Ranco Sand and Stone Corporation owned two parcels of contiguous property in an area zoned for residential use in Suffolk County in Smithtown, New York. In 1997, Rancho leased Parcel One to a private school bus company which, at all times relevant to this appeal, used it as a bus yard and trucking station. Although this use is unapprovedly nonconforming, the Town had not enforced residential zoning requirements on Rancho. Nevertheless, in 2002, Ranco applied to rezone Parcel One from residential to heavy industrial use. This case arose from Ranco’s challenge to a local Town Board’s positive declaration pursuant to the State Environmental Quality Review Act (SEQRA), that Ranco’s proposed rezoning may have significant effect on the environment, and requiring Ranco to prepare and submit a draft environmental impact statement (DEIS). Ranco commenced this CPLR article 78 proceeding against respondents the Town of Smithtown and the members of the Town Board, seeking to annul the positive declaration as “arbitrary, capricious, and unauthorized,” and requesting mandamus relief directing the Town to process the rezoning application without a DEIS.
Ranco asserted that the declaration imposed a hardship on the company because it would force it to incur between $75,000 and $150,000 in expenses in completing the DEIS, and that a DEIS was unnecessary, as demonstrated by the prior rezoning for heavy industrial use of Ranco’s contiguous parcel (Parcel Two), which was done without a DEIS. Ranco claimed that the court should treat the Town’s prior rezoning of Parcel Two, as res judicata and binding on the Town with respect to Ranco’s Parcel One application. Respondents moved to dismiss the petition for failure to state a cause of action. The Supreme Court granted the motion, finding the matter not ripe for judicial review, and the Appellate Division affirmed, concluding that the SEQRA positive declaration requiring Ranco to prepare a DEIS was the initial step in the decision-making process, and therefore did not give rise to a justiciable controversy.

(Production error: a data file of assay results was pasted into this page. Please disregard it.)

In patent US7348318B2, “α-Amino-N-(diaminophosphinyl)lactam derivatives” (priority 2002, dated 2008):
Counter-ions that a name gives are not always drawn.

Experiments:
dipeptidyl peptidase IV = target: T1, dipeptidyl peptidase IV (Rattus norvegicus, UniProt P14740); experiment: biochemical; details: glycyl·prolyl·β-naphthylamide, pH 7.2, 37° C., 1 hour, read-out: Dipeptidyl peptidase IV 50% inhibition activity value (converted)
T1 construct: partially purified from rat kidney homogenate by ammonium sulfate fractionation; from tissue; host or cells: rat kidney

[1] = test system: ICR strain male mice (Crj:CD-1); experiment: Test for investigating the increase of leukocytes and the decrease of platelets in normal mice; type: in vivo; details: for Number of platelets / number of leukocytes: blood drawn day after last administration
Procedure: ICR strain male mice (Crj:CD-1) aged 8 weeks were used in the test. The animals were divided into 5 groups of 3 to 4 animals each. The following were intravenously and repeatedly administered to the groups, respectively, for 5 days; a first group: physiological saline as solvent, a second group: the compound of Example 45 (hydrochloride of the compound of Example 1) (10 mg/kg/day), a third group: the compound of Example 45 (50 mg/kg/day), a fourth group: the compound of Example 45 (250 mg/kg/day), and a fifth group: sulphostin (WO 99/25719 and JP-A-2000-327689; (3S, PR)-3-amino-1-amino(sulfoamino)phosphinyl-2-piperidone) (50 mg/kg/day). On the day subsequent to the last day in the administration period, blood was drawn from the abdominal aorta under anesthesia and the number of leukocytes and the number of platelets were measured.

The court found that the lump sum of between $75,000 and $150,000, and the percentage of the rentals collected under the Parcel One lease the declaration, imposed an obligation on Ranco in satisfaction of the first requirement of the ripeness-for-review analysis. However, the court found that the fact that Ranco could not recoup the costs incurred and time spent on conducting a DEIS to be sufficient, without more, to distinguish Ranco’s case from any other preliminary administrative action. Additionally, Ranco did not claim the declaration is unauthorized or that the property is not subject to SEQRA, nor did it present any other basis to conclude that the Town Board acted outside the scope of its authority. Accordingly, the finding that this claim was unripe was affirmed.
Ranco Sand and Stone Corp. v Vecchio, 2016 WL 1247671 (NY 3/31/2016)